Teej is traditionally dedicated to the Goddess Parvati, remembering her union with Lord Shiva. It is a three-day-long celebration that combines splendid feasts as well as rigid fasting.
Teej is celebrated on 3rd day of Bhadra Sukala Paksha (according to Nepali lunar calendar). It generally falls in late August or early September.
Teej is a festival celebrated by Nepali women, for the long life of her husband and long and firm relationship between them until the death this life and all the lives to come. Every ritual has its own significance and so ladies perform all Teej customs with extreme devotion. Women start preparing for Teej well in advance and go out shopping to bring all the items used in performing Teej rituals.
Teej is observed for marital happiness, well-being of spouse and children and purification of own body and soul. Teej is the most famous festival among Nepali women.
How it is celebrated
The festivals for women, include dancing, singing, getting together with friends and telling stories, dressing up with henna-coloured hands and feet, wearing red, green or yellow clothes, sharing festive foods, etc.The festivals are dedicated, in many parts of India and Nepal, to Parvati.They first offer worship to Lord Shiva and spend the rest of the day singing and dancing in the temple premises.
The folk music and dances add more flavor to traditional values of Teej. It is fascinating to see women, in “Red” dancing and singing on the street, going to temple in holy and fasting mood. Teej is also called Hari Talika Teej. This festival is celebrated by Nepali Hindu women all across the world.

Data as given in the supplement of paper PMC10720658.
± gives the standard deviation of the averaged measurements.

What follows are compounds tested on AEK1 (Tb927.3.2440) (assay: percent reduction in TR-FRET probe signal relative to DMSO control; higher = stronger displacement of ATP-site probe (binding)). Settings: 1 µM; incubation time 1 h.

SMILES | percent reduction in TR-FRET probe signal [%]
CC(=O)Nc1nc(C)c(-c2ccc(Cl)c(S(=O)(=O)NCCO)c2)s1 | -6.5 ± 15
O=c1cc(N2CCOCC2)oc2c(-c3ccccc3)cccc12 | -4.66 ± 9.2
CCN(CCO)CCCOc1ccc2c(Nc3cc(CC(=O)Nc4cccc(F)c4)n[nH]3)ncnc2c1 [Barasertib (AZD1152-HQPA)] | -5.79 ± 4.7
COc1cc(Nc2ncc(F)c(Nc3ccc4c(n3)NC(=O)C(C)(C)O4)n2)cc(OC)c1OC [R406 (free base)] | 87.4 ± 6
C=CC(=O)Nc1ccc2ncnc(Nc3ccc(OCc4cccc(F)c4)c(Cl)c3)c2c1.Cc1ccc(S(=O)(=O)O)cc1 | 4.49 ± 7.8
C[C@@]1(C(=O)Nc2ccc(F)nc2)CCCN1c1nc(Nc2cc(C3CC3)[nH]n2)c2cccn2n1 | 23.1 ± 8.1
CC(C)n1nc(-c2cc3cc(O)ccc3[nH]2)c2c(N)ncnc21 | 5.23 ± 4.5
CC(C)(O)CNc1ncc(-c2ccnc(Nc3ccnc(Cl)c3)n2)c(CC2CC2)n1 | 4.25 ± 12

First Day-Dar Khane Din
The eve is called Dar Khane Din. On this day all the family members especially the women, both married and unmarried gather at one place, in their finest outfits of red (called Saubhagya) and start dancing and singing devotional songs mixed with Nepali folk and Dohori songs. This evening the grand feast takes place. The grand feast is called “Dar”. The fun often goes on till midnight, after midnight the 24-hour fasting starts.
The second day
Fasting day is the second day of Teej. Women take fasting on the second day.
Some women take it very rigid, they even live without a piece of food and drops of water while some others take liquid and fruit.They visite Lord Shiva’s temple singing and dancing all the way.Most of devotees in Kathmandu go to Pashupatinath Temple.
After the completion of the previous day’s pooja, women pay homage to various deities and bathe with red mud found on the roots of the sacred Datiwan bush, along with its leaves. This act of purification is the final ritual of Teej, after which women are considered forgiven from all their sins. The recent years have witnessed an adjustment in the rituals, especially regarding the strictness, but its spirit remains the same.